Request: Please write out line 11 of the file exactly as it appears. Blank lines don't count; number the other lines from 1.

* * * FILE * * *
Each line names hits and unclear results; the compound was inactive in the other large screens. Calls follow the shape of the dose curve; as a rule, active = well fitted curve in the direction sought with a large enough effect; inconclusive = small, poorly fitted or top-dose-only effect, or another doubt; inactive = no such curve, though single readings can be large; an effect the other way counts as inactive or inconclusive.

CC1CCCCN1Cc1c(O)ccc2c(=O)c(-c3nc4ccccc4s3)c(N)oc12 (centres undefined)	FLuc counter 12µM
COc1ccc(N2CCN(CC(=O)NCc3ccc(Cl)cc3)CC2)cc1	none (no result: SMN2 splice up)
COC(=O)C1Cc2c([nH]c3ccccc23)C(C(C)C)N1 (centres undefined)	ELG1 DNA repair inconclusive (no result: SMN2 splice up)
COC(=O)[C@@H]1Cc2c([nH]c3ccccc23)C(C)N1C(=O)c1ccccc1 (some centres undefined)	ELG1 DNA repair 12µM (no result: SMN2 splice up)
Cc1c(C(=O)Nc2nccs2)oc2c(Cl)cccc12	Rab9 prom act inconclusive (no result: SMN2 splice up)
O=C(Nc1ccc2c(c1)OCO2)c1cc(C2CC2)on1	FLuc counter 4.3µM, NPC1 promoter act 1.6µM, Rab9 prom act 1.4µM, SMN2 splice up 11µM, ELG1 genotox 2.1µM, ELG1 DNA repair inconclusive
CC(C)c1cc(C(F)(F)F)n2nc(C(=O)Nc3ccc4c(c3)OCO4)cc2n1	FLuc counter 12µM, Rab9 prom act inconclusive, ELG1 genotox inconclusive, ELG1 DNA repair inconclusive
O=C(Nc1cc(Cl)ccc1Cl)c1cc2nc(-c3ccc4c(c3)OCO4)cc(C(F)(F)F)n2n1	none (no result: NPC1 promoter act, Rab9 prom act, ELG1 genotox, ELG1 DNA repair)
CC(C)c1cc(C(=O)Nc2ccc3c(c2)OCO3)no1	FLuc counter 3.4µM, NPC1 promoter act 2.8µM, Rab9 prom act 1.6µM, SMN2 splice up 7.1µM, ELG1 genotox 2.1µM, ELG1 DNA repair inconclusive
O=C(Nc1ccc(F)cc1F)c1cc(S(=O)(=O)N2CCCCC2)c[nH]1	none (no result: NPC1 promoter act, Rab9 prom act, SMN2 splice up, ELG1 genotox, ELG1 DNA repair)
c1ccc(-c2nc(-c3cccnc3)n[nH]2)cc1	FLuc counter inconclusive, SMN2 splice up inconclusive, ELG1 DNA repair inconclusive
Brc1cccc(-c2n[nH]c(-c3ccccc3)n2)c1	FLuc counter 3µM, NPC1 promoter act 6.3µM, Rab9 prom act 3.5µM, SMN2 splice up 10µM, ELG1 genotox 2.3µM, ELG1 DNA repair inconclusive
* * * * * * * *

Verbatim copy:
O=C(Nc1ccc(F)cc1F)c1cc(S(=O)(=O)N2CCCCC2)c[nH]1	none (no result: NPC1 promoter act, Rab9 prom act, SMN2 splice up, ELG1 genotox, ELG1 DNA repair)